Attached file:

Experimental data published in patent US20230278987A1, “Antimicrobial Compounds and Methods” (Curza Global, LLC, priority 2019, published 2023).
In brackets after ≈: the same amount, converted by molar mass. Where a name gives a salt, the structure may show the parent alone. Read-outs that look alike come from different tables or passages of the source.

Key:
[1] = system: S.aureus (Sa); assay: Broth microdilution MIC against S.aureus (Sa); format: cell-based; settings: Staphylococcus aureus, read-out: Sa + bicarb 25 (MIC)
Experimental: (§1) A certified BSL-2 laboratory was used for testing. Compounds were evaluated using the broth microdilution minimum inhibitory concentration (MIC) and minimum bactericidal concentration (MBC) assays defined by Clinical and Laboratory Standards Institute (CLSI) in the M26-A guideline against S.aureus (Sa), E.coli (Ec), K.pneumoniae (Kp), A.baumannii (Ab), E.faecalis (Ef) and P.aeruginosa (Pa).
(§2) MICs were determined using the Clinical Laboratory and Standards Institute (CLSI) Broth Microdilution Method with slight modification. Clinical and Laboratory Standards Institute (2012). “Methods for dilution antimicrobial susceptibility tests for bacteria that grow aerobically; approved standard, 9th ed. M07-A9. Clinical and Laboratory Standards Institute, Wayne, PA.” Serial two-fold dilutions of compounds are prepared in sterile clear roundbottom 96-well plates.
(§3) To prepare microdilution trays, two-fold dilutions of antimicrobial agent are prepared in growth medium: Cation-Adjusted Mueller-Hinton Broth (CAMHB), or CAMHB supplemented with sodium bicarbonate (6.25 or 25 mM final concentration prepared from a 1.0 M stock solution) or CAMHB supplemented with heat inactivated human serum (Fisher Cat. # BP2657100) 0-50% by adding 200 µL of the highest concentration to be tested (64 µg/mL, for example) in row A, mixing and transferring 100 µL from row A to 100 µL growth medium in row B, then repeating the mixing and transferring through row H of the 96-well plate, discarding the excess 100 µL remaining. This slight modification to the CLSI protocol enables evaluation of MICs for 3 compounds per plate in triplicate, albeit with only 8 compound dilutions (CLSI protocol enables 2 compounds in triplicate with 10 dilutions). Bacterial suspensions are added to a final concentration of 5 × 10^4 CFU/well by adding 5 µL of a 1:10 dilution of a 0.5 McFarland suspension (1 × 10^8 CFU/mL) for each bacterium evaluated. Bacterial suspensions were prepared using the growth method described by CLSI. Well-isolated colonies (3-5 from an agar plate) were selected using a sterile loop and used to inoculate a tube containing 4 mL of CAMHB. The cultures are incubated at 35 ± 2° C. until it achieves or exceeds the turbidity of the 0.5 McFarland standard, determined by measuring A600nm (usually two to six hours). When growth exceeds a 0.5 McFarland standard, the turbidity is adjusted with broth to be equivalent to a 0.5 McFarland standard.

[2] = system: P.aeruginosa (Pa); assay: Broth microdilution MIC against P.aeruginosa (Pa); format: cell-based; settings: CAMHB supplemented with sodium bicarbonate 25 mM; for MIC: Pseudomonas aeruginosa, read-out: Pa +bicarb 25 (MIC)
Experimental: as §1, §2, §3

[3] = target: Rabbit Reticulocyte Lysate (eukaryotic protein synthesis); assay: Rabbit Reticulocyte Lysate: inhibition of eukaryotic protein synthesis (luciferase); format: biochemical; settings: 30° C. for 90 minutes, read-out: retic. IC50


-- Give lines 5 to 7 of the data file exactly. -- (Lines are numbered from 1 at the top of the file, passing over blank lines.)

Experimental: (§1) A certified BSL-2 laboratory was used for testing. Compounds were evaluated using the broth microdilution minimum inhibitory concentration (MIC) and minimum bactericidal concentration (MBC) assays defined by Clinical and Laboratory Standards Institute (CLSI) in the M26-A guideline against S.aureus (Sa), E.coli (Ec), K.pneumoniae (Kp), A.baumannii (Ab), E.faecalis (Ef) and P.aeruginosa (Pa).
(§2) MICs were determined using the Clinical Laboratory and Standards Institute (CLSI) Broth Microdilution Method with slight modification. Clinical and Laboratory Standards Institute (2012). “Methods for dilution antimicrobial susceptibility tests for bacteria that grow aerobically; approved standard, 9th ed. M07-A9. Clinical and Laboratory Standards Institute, Wayne, PA.” Serial two-fold dilutions of compounds are prepared in sterile clear roundbottom 96-well plates.
(§3) To prepare microdilution trays, two-fold dilutions of antimicrobial agent are prepared in growth medium: Cation-Adjusted Mueller-Hinton Broth (CAMHB), or CAMHB supplemented with sodium bicarbonate (6.25 or 25 mM final concentration prepared from a 1.0 M stock solution) or CAMHB supplemented with heat inactivated human serum (Fisher Cat. # BP2657100) 0-50% by adding 200 µL of the highest concentration to be tested (64 µg/mL, for example) in row A, mixing and transferring 100 µL from row A to 100 µL growth medium in row B, then repeating the mixing and transferring through row H of the 96-well plate, discarding the excess 100 µL remaining. This slight modification to the CLSI protocol enables evaluation of MICs for 3 compounds per plate in triplicate, albeit with only 8 compound dilutions (CLSI protocol enables 2 compounds in triplicate with 10 dilutions). Bacterial suspensions are added to a final concentration of 5 × 10^4 CFU/well by adding 5 µL of a 1:10 dilution of a 0.5 McFarland suspension (1 × 10^8 CFU/mL) for each bacterium evaluated. Bacterial suspensions were prepared using the growth method described by CLSI. Well-isolated colonies (3-5 from an agar plate) were selected using a sterile loop and used to inoculate a tube containing 4 mL of CAMHB. The cultures are incubated at 35 ± 2° C. until it achieves or exceeds the turbidity of the 0.5 McFarland standard, determined by measuring A600nm (usually two to six hours). When growth exceeds a 0.5 McFarland standard, the turbidity is adjusted with broth to be equivalent to a 0.5 McFarland standard.